“When the Man waked up he said, ‘What is Wild Dog doing here?’ And the Woman said, ‘His name is not Wild Dog any more, but the First Friend, because he will be our friend for always and always and always.”
Dogs have been a constant companion to mankind for thousands of years. Today it is estimated that there are around 9 million working and domestic dogs in the UK, with an estimated 24% of households enjoying the many benefits of dog ownership. One of the reasons they have secured their place in human affections is that in many ways, they are just like us.
Recent studies from Universities in Hungary and New Zealand have found striking similarities between the way human and dog brains process vocal information and even showed that dogs have an emotional response to a human infant crying. This may not come as a surprise to dog owners who will usually testify that Fido and Rover understand what’s being said about them really rather well (just mention a w-a-l-k!)
The similarities certainly don’t end there. The skeletal structure and basic physiology of a dog is the same as man and the joints, ligaments, tendons and muscles all respond to the same stresses.
I treat many dog owners for dog-related injuries. Elbows and wrists can be sprained throwing balls, muscles of the shoulders and back can get strained if the dog is pulling on the lead or suddenly bolting. Knee and back injuries can happen tripping over the dog or lifting the dog in and out of cars.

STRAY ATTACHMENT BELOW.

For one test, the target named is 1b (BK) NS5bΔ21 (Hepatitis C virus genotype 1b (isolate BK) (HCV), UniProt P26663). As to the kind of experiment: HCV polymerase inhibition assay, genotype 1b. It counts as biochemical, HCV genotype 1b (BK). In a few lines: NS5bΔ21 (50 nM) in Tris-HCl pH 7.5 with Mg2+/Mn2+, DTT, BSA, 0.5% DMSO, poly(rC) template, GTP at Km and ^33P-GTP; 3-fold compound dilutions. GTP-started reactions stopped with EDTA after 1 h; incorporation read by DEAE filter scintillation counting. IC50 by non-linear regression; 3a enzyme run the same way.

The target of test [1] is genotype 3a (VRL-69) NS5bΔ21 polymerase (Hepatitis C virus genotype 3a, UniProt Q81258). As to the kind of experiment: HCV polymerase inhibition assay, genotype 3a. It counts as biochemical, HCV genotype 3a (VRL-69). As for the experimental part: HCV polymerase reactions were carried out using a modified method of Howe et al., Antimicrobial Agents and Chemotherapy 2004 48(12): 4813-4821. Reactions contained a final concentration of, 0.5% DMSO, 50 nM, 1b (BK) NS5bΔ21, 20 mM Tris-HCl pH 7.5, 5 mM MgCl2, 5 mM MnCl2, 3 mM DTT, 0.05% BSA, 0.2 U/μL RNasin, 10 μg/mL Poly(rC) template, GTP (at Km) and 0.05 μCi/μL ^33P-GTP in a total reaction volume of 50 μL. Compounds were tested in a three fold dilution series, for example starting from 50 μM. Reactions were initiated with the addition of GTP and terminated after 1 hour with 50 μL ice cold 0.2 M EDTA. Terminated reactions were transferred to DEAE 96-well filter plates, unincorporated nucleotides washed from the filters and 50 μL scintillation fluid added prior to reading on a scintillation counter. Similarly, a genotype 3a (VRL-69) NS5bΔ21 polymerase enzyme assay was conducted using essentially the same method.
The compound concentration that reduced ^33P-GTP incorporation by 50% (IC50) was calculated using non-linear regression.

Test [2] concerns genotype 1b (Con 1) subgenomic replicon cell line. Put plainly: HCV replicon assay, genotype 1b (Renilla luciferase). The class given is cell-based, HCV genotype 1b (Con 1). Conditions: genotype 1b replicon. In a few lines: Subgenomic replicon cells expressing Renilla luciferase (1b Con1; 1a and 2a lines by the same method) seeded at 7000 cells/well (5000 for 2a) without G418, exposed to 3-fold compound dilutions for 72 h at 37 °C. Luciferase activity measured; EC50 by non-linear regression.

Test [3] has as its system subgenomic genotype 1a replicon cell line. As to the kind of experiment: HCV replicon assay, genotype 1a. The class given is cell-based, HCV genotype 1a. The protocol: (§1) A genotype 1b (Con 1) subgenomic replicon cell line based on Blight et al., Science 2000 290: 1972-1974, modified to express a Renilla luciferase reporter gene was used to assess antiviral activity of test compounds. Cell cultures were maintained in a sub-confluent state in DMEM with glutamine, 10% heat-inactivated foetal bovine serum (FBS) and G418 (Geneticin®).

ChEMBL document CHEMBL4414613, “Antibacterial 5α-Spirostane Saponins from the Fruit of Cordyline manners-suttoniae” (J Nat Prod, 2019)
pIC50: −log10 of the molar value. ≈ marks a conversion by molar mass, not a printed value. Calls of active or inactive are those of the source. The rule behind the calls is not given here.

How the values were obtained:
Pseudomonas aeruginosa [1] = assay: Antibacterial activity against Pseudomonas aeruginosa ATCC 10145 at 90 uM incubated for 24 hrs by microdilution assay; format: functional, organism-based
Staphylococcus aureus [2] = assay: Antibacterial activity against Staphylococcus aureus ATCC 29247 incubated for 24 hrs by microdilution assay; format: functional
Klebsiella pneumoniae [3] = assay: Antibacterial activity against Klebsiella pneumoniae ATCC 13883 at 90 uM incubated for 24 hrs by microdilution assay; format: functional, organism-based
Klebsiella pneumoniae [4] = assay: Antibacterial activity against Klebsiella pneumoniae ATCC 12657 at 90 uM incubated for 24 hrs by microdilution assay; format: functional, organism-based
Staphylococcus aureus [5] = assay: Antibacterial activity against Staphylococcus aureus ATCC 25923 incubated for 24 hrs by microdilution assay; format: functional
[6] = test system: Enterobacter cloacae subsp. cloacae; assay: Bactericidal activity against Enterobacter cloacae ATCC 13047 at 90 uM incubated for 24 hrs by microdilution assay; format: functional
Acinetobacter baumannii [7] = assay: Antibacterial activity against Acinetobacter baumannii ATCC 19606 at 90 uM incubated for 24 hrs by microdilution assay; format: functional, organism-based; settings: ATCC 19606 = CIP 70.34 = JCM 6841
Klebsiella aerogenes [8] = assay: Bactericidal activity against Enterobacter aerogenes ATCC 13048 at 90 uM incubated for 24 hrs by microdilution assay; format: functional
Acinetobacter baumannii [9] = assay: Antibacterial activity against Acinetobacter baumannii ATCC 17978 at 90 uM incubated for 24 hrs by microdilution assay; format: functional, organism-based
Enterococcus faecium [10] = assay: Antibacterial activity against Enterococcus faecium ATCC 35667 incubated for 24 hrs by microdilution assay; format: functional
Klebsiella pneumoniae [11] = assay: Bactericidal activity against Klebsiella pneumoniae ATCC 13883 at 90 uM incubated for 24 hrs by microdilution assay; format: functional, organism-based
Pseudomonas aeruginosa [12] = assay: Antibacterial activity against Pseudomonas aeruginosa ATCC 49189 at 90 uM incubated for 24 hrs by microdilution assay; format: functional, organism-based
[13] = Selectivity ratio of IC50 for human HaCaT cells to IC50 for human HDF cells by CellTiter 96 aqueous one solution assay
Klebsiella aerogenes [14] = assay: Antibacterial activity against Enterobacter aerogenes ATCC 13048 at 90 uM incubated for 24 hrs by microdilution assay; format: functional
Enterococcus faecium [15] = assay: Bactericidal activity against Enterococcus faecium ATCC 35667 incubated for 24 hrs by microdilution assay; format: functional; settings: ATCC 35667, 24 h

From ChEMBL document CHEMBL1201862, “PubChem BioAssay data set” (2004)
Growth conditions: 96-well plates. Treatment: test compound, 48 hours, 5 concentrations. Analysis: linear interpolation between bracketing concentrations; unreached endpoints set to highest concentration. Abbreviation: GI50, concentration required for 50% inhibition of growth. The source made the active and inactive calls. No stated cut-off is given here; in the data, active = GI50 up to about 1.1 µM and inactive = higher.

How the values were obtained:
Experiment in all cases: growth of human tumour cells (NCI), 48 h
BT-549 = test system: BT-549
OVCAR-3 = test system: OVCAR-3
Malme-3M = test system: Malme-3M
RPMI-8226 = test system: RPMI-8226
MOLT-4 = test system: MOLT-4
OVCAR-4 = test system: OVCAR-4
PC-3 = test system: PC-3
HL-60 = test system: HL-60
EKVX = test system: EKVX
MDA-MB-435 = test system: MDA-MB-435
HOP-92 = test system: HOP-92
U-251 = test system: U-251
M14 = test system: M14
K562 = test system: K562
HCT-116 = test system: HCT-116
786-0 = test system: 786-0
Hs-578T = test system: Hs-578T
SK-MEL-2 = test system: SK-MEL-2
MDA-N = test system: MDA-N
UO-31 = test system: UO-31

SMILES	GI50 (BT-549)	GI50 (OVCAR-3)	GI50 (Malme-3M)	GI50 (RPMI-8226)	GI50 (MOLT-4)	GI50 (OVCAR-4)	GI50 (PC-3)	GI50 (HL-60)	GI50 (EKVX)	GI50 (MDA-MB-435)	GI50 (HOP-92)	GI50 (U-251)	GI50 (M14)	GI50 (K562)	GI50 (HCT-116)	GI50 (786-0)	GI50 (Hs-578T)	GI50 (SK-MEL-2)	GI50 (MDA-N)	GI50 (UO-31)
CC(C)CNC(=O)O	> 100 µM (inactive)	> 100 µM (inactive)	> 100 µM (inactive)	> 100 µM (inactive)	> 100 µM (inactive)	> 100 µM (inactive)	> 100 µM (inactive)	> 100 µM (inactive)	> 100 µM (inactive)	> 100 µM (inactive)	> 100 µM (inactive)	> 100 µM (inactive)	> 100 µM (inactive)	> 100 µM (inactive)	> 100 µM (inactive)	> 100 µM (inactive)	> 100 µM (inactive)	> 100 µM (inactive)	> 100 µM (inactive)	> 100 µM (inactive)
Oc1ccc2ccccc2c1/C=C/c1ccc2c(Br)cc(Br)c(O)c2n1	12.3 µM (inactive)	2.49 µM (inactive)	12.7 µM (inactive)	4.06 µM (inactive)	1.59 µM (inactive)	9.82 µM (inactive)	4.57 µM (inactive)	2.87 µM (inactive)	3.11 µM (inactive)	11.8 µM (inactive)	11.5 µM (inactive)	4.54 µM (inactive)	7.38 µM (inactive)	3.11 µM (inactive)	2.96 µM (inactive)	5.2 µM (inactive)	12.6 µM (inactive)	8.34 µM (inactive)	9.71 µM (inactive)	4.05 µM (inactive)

Dogs, just like us, can also suffer from muscle and joint problems which can give rise to pain, impede their performance and effect their quality of life in general. Pet dogs can easily get injured from simple activities such as jumping in and out of the car, chasing a ball, pulling on the lead or rough play. The physical demands with working dogs, such as sheep dogs, racing greyhounds, gun-dogs, or assistance dogs, place particular stresses on the animal’s structure. Think of the agility dogs, racing against the clock, turning and twisting at high speeds, over, under and around obstacles or how indoors, a dog can slide out on a polished wooden floor when fetching a toy.
Just like with us, issues can arise for various reasons such as falls, trips and injuries, or could be stiffness from doing something new or an increased work load. It could be that they are suffering from arthritic changes in their joints, or need help after a surgical procedure. Whatever the cause, they can greatly benefit from osteopathic treatment and manipulation.
Be it for human or hound, osteopathy is a system of treatment that uses gentle physical manipulation to remove tension and restrictions from the joints and muscles of the body in order to let the body heal itself. By working on the blood flow, lymphatic and neurological supply, osteopathy works alongside and in consultation with your vet to reinstate the natural order of the body and thereby improving general balance and function.
Fortunately osteopathy isn’t just about fixing the back and can help with any part of the body from head to toe or nose to tail.
Heather is a fully qualified human osteopath who has undertaken specialist post-graduate training in animal osteopathy. She is registered with the General Osteopathic Council and the Society for Osteopaths in Animal Practice.